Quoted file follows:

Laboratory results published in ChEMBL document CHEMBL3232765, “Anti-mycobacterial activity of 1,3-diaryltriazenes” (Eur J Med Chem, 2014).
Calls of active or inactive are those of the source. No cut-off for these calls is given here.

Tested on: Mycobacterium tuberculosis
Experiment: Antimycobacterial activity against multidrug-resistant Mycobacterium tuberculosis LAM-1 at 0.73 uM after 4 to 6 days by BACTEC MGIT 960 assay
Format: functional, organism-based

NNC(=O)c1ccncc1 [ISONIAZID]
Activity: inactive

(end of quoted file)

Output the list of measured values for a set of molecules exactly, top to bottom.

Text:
Laboratory results published in ChEMBL document CHEMBL3232765, “Anti-mycobacterial activity of 1,3-diaryltriazenes” (Eur J Med Chem, 2014).
Calls of active or inactive are those of the source. No cut-off for these calls is given here.

Tested on: Mycobacterium tuberculosis
Experiment: Antimycobacterial activity against multidrug-resistant Mycobacterium tuberculosis LAM-1 at 0.73 uM after 4 to 6 days by BACTEC MGIT 960 assay
Format: functional, organism-based

NNC(=O)c1ccncc1 [ISONIAZID]
Activity: inactive